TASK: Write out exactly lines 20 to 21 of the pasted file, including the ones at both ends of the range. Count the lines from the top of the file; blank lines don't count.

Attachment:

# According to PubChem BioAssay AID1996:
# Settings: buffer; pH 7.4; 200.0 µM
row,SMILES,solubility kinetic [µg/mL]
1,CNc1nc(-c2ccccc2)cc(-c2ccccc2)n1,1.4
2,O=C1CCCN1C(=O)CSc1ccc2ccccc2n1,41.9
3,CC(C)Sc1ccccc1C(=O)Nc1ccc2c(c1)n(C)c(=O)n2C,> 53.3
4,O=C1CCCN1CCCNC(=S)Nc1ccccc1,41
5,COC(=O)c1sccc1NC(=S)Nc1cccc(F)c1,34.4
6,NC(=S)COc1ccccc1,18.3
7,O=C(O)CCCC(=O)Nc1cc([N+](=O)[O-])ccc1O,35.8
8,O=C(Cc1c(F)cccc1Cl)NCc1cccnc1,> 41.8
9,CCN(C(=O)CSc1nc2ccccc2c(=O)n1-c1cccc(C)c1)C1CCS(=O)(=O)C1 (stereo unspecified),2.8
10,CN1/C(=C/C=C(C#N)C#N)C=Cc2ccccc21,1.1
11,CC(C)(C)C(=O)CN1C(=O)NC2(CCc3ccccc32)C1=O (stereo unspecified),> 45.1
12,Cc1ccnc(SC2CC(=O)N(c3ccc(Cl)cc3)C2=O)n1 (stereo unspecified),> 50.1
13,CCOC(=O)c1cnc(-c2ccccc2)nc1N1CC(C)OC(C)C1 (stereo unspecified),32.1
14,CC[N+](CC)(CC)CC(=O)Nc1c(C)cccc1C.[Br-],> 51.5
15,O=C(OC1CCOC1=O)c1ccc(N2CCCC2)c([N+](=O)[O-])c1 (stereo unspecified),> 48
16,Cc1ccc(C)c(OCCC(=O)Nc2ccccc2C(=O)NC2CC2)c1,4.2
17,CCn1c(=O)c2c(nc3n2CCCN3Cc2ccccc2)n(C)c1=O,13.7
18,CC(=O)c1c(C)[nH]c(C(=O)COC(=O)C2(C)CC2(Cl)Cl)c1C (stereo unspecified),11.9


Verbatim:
17,CCn1c(=O)c2c(nc3n2CCCN3Cc2ccccc2)n(C)c1=O,13.7
18,CC(=O)c1c(C)[nH]c(C(=O)COC(=O)C2(C)CC2(Cl)Cl)c1C (stereo unspecified),11.9